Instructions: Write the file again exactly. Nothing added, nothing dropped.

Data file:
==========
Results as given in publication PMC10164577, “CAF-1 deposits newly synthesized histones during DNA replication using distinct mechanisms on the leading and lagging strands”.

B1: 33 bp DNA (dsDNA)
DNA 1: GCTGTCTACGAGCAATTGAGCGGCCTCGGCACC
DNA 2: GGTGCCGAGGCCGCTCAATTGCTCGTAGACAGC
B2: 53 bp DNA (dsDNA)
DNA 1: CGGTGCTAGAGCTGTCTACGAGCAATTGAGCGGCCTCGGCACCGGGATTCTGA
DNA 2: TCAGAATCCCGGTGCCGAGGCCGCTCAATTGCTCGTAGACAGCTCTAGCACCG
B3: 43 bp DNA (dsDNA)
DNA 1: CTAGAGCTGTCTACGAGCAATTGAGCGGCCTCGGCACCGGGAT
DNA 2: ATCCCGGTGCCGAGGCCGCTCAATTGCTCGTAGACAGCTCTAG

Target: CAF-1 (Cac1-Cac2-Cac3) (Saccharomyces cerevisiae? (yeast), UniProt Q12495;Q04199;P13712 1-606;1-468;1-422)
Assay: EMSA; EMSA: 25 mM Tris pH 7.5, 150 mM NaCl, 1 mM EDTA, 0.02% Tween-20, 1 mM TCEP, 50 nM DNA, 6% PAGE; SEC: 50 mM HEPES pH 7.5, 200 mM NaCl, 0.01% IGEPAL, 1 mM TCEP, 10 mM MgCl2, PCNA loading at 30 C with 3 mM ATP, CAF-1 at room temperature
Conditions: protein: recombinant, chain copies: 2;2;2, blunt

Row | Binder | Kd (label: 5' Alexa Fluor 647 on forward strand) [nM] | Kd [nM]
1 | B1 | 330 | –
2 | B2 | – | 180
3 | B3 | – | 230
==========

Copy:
Results as given in publication PMC10164577, “CAF-1 deposits newly synthesized histones during DNA replication using distinct mechanisms on the leading and lagging strands”.

B1: 33 bp DNA (dsDNA)
DNA 1: GCTGTCTACGAGCAATTGAGCGGCCTCGGCACC
DNA 2: GGTGCCGAGGCCGCTCAATTGCTCGTAGACAGC
B2: 53 bp DNA (dsDNA)
DNA 1: CGGTGCTAGAGCTGTCTACGAGCAATTGAGCGGCCTCGGCACCGGGATTCTGA
DNA 2: TCAGAATCCCGGTGCCGAGGCCGCTCAATTGCTCGTAGACAGCTCTAGCACCG
B3: 43 bp DNA (dsDNA)
DNA 1: CTAGAGCTGTCTACGAGCAATTGAGCGGCCTCGGCACCGGGAT
DNA 2: ATCCCGGTGCCGAGGCCGCTCAATTGCTCGTAGACAGCTCTAG

Target: CAF-1 (Cac1-Cac2-Cac3) (Saccharomyces cerevisiae? (yeast), UniProt Q12495;Q04199;P13712 1-606;1-468;1-422)
Assay: EMSA; EMSA: 25 mM Tris pH 7.5, 150 mM NaCl, 1 mM EDTA, 0.02% Tween-20, 1 mM TCEP, 50 nM DNA, 6% PAGE; SEC: 50 mM HEPES pH 7.5, 200 mM NaCl, 0.01% IGEPAL, 1 mM TCEP, 10 mM MgCl2, PCNA loading at 30 C with 3 mM ATP, CAF-1 at room temperature
Conditions: protein: recombinant, chain copies: 2;2;2, blunt

Row | Binder | Kd (label: 5' Alexa Fluor 647 on forward strand) [nM] | Kd [nM]
1 | B1 | 330 | –
2 | B2 | – | 180
3 | B3 | – | 230